The topic for this post was inspired by a commenter from my last post and a colleague I just met through collaborating on Twitter. They asked me two questions that deserve some deep thinking and ready action on the part of all co-teachers. I will get us started, and I hope you will jump in and share your voice on this important topic….
The link to effective parent communication must begin with a solid foundation of understanding and acceptance that is set within the classroom environment by co-teachers. Additionally, there must be a culture of support within the building and district, so that the teachers have the professional development they need as well as the time to establish a working co-teaching partnership.
When the foundation is there, and students feel that sense of belonging in classrooms, teachers are more successful in creating a positive network of communication with parents. Here are a few observations from my own experience:
• Co-teachers must discuss their parent contact/communication philosophy with each other at the beginning of the year. Teachers should collaborate on an ongoing basis to make sure that all parents feel the perks that inclusive education has to offer. I think it is important for both teachers to take responsibility for communicating with all parents.
• Once co-teachers have a sense of community in their classroom, and they are comfortable with the flexibility and identification of their individual and combined roles, they can begin to explain to parents that inclusion is a learning environment like any other. It has increased supports to really power up the process of learning to guide students to personally connect and achieve.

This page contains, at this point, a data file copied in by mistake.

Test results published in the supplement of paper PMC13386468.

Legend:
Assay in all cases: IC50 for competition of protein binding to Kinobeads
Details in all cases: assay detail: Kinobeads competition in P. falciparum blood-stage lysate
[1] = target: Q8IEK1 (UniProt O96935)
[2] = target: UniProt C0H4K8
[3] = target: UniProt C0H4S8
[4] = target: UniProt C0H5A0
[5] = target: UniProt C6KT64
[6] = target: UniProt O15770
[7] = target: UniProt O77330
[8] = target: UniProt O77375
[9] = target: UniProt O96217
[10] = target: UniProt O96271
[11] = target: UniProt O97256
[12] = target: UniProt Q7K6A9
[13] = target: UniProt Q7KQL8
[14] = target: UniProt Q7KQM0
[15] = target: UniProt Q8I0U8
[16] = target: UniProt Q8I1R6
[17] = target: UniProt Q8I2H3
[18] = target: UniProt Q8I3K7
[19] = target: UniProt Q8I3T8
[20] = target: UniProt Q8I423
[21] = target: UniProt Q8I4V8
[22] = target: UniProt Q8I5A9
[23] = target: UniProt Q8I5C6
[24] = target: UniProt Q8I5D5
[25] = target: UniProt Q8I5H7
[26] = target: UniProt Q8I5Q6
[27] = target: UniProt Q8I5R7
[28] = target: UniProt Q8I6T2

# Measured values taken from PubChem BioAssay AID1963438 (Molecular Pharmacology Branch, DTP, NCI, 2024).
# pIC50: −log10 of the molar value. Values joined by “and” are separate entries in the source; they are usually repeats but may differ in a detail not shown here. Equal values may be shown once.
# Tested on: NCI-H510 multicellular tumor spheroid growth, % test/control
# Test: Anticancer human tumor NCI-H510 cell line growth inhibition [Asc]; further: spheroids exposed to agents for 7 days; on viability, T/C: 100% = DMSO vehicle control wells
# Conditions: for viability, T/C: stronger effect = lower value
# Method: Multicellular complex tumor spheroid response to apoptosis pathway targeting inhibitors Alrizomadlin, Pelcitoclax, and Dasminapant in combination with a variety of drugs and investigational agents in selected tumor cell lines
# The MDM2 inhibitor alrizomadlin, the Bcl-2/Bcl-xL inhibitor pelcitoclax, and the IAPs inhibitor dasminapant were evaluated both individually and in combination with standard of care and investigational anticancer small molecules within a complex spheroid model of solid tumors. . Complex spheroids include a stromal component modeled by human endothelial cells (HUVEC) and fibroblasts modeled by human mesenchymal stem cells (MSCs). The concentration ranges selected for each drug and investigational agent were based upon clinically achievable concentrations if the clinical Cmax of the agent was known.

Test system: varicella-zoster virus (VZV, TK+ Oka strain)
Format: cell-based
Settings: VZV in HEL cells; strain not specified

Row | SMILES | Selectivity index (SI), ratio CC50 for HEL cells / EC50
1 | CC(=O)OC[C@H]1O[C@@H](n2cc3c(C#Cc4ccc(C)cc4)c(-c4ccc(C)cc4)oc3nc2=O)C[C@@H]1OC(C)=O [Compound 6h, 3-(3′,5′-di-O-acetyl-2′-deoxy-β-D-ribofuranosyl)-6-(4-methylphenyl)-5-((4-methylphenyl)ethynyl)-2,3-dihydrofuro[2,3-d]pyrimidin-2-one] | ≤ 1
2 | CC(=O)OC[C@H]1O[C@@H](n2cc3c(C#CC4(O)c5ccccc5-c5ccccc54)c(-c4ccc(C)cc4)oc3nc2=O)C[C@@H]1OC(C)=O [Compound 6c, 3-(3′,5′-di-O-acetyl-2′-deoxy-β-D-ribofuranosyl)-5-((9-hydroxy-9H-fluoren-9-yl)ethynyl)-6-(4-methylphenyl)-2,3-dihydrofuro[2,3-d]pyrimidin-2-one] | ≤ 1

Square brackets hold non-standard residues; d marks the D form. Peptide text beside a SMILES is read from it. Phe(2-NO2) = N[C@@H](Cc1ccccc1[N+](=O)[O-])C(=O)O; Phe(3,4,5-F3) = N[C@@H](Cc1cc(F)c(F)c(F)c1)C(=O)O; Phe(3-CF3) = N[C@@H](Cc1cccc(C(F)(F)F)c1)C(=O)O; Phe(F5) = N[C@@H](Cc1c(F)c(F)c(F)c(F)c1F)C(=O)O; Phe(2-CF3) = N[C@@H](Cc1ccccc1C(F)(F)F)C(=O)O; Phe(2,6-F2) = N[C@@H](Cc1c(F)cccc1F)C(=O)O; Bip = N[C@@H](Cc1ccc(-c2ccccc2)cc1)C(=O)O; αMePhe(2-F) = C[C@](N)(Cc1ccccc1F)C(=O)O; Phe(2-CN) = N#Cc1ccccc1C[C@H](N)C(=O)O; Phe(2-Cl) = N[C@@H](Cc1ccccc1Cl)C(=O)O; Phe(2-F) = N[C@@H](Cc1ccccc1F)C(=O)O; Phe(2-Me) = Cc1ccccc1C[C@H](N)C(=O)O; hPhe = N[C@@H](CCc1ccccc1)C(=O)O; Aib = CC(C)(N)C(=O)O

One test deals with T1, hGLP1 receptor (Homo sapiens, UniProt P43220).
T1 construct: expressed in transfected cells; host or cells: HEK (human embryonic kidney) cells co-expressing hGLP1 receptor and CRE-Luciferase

• Both teachers should introduce themselves at Back to School Night. Parents should have the sense that an inclusion classroom holds all students to the same high standards, and the process of learning with two teachers challenges and allows for each student to achieve at his or her personal best.
• When student and/or parent concerns and celebrations arise—both teachers should share the responsibility of connecting with parents.
• Parents should be included when creating a sense of belonging in the learning environment.
• Open communication should be ongoing, so parents are connected with what is happening in the class. In this proactive manner the teachers can address parent concerns effectively.
2. What do we say to the parents of high performing and gifted students who will be enrolled in an inclusion class alongside students with special needs?
In addition to the above tips….
• Teachers must create routines for learning in the classroom that include cooperative learning structures, differentiated learning activities, and a universal design for learning approach that challenges each student (including the high performers) to personally connect and excel.
• Teachers should share examples of learning options, so parents are aware. For example, teachers can incorporate problem-based learning and independent research activities to encourage students to take charge of their learning.
Let’s make this a conversation. In the Comments, tell us . . .
How are you creating inclusion connections with all parents? What do you share with parents of high performers?
And please join us for our next co-teaching chat on Twitter: Tuesday, 9/10 from 8:00-8:45 EDT—Topic: Creating Effective parent communication. Use the hashtag #coteachat to join the discussion.
See you there! We have so much to discuss, share, and learn from one another!